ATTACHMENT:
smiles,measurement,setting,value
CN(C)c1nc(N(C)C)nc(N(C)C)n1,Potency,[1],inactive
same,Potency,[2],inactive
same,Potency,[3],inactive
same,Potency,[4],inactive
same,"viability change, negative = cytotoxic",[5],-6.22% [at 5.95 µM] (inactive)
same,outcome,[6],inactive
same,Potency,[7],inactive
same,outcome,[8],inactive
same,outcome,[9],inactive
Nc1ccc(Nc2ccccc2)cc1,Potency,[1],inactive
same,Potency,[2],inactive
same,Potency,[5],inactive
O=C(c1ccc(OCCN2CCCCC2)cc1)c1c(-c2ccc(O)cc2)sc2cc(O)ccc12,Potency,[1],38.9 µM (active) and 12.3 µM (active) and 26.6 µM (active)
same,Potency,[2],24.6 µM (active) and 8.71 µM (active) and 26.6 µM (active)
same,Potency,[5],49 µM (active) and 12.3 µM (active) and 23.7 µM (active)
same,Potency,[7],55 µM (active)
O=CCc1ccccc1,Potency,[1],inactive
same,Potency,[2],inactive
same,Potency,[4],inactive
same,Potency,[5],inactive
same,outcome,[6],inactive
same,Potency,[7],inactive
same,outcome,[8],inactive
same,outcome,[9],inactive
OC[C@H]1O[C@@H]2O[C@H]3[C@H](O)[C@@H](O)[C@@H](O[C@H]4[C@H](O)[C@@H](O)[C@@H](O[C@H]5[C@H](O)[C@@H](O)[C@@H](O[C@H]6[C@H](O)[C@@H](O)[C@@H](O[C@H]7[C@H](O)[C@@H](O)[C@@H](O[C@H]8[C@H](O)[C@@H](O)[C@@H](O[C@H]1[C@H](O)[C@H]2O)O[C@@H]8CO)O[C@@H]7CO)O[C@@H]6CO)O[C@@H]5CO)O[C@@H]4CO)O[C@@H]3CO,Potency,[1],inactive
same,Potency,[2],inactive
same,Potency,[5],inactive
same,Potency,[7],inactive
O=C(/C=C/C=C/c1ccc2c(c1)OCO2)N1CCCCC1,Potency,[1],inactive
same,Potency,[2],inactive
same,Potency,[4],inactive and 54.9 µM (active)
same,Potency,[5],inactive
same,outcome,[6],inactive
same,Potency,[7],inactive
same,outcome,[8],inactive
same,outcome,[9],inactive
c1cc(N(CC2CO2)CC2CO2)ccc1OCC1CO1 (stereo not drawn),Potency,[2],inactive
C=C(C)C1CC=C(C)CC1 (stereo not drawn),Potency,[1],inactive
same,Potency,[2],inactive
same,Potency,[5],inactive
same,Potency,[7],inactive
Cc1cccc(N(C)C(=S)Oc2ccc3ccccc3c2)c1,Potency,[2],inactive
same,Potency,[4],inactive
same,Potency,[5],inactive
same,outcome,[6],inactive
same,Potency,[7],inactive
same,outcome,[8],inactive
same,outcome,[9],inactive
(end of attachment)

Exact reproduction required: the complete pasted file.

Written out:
smiles,measurement,setting,value
CN(C)c1nc(N(C)C)nc(N(C)C)n1,Potency,[1],inactive
same,Potency,[2],inactive
same,Potency,[3],inactive
same,Potency,[4],inactive
same,"viability change, negative = cytotoxic",[5],-6.22% [at 5.95 µM] (inactive)
same,outcome,[6],inactive
same,Potency,[7],inactive
same,outcome,[8],inactive
same,outcome,[9],inactive
Nc1ccc(Nc2ccccc2)cc1,Potency,[1],inactive
same,Potency,[2],inactive
same,Potency,[5],inactive
O=C(c1ccc(OCCN2CCCCC2)cc1)c1c(-c2ccc(O)cc2)sc2cc(O)ccc12,Potency,[1],38.9 µM (active) and 12.3 µM (active) and 26.6 µM (active)
same,Potency,[2],24.6 µM (active) and 8.71 µM (active) and 26.6 µM (active)
same,Potency,[5],49 µM (active) and 12.3 µM (active) and 23.7 µM (active)
same,Potency,[7],55 µM (active)
O=CCc1ccccc1,Potency,[1],inactive
same,Potency,[2],inactive
same,Potency,[4],inactive
same,Potency,[5],inactive
same,outcome,[6],inactive
same,Potency,[7],inactive
same,outcome,[8],inactive
same,outcome,[9],inactive
OC[C@H]1O[C@@H]2O[C@H]3[C@H](O)[C@@H](O)[C@@H](O[C@H]4[C@H](O)[C@@H](O)[C@@H](O[C@H]5[C@H](O)[C@@H](O)[C@@H](O[C@H]6[C@H](O)[C@@H](O)[C@@H](O[C@H]7[C@H](O)[C@@H](O)[C@@H](O[C@H]8[C@H](O)[C@@H](O)[C@@H](O[C@H]1[C@H](O)[C@H]2O)O[C@@H]8CO)O[C@@H]7CO)O[C@@H]6CO)O[C@@H]5CO)O[C@@H]4CO)O[C@@H]3CO,Potency,[1],inactive
same,Potency,[2],inactive
same,Potency,[5],inactive
same,Potency,[7],inactive
O=C(/C=C/C=C/c1ccc2c(c1)OCO2)N1CCCCC1,Potency,[1],inactive
same,Potency,[2],inactive
same,Potency,[4],inactive and 54.9 µM (active)
same,Potency,[5],inactive
same,outcome,[6],inactive
same,Potency,[7],inactive
same,outcome,[8],inactive
same,outcome,[9],inactive
c1cc(N(CC2CO2)CC2CO2)ccc1OCC1CO1 (stereo not drawn),Potency,[2],inactive
C=C(C)C1CC=C(C)CC1 (stereo not drawn),Potency,[1],inactive
same,Potency,[2],inactive
same,Potency,[5],inactive
same,Potency,[7],inactive
Cc1cccc(N(C)C(=S)Oc2ccc3ccccc3c2)c1,Potency,[2],inactive
same,Potency,[4],inactive
same,Potency,[5],inactive
same,outcome,[6],inactive
same,Potency,[7],inactive
same,outcome,[8],inactive
same,outcome,[9],inactive